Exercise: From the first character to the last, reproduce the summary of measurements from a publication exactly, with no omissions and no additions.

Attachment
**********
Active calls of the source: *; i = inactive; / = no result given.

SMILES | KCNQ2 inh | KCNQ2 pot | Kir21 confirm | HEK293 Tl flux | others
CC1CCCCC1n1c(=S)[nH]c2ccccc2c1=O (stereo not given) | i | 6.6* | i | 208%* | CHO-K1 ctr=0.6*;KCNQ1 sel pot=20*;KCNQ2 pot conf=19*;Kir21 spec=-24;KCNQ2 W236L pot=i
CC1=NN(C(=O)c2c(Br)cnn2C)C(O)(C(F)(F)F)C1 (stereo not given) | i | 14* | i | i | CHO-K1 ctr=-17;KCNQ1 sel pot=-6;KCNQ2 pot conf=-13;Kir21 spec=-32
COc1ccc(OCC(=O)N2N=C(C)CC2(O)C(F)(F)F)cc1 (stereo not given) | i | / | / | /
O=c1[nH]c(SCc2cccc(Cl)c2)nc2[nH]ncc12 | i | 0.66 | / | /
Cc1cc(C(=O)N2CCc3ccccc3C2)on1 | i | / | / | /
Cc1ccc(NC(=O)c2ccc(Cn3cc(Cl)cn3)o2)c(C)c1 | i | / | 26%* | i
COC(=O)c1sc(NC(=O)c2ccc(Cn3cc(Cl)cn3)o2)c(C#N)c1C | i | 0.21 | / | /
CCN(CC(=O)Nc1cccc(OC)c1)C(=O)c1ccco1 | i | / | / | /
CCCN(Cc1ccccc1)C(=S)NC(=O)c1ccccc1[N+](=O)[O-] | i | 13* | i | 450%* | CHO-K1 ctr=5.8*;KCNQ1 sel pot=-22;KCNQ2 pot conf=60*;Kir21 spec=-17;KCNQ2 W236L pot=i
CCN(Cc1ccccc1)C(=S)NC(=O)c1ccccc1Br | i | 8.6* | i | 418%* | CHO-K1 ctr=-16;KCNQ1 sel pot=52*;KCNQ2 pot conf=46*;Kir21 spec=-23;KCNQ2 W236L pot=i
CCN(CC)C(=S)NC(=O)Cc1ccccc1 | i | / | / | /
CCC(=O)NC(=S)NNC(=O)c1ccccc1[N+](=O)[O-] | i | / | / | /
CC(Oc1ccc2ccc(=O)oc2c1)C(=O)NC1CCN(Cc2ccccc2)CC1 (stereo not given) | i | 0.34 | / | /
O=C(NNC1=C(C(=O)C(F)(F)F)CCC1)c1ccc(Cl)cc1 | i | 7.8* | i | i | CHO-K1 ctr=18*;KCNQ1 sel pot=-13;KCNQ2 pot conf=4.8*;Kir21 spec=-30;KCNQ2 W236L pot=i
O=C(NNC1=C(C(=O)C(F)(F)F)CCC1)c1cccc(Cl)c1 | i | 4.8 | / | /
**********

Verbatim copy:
Active calls of the source: *; i = inactive; / = no result given.

SMILES | KCNQ2 inh | KCNQ2 pot | Kir21 confirm | HEK293 Tl flux | others
CC1CCCCC1n1c(=S)[nH]c2ccccc2c1=O (stereo not given) | i | 6.6* | i | 208%* | CHO-K1 ctr=0.6*;KCNQ1 sel pot=20*;KCNQ2 pot conf=19*;Kir21 spec=-24;KCNQ2 W236L pot=i
CC1=NN(C(=O)c2c(Br)cnn2C)C(O)(C(F)(F)F)C1 (stereo not given) | i | 14* | i | i | CHO-K1 ctr=-17;KCNQ1 sel pot=-6;KCNQ2 pot conf=-13;Kir21 spec=-32
COc1ccc(OCC(=O)N2N=C(C)CC2(O)C(F)(F)F)cc1 (stereo not given) | i | / | / | /
O=c1[nH]c(SCc2cccc(Cl)c2)nc2[nH]ncc12 | i | 0.66 | / | /
Cc1cc(C(=O)N2CCc3ccccc3C2)on1 | i | / | / | /
Cc1ccc(NC(=O)c2ccc(Cn3cc(Cl)cn3)o2)c(C)c1 | i | / | 26%* | i
COC(=O)c1sc(NC(=O)c2ccc(Cn3cc(Cl)cn3)o2)c(C#N)c1C | i | 0.21 | / | /
CCN(CC(=O)Nc1cccc(OC)c1)C(=O)c1ccco1 | i | / | / | /
CCCN(Cc1ccccc1)C(=S)NC(=O)c1ccccc1[N+](=O)[O-] | i | 13* | i | 450%* | CHO-K1 ctr=5.8*;KCNQ1 sel pot=-22;KCNQ2 pot conf=60*;Kir21 spec=-17;KCNQ2 W236L pot=i
CCN(Cc1ccccc1)C(=S)NC(=O)c1ccccc1Br | i | 8.6* | i | 418%* | CHO-K1 ctr=-16;KCNQ1 sel pot=52*;KCNQ2 pot conf=46*;Kir21 spec=-23;KCNQ2 W236L pot=i
CCN(CC)C(=S)NC(=O)Cc1ccccc1 | i | / | / | /
CCC(=O)NC(=S)NNC(=O)c1ccccc1[N+](=O)[O-] | i | / | / | /
CC(Oc1ccc2ccc(=O)oc2c1)C(=O)NC1CCN(Cc2ccccc2)CC1 (stereo not given) | i | 0.34 | / | /
O=C(NNC1=C(C(=O)C(F)(F)F)CCC1)c1ccc(Cl)cc1 | i | 7.8* | i | i | CHO-K1 ctr=18*;KCNQ1 sel pot=-13;KCNQ2 pot conf=4.8*;Kir21 spec=-30;KCNQ2 W236L pot=i
O=C(NNC1=C(C(=O)C(F)(F)F)CCC1)c1cccc(Cl)c1 | i | 4.8 | / | /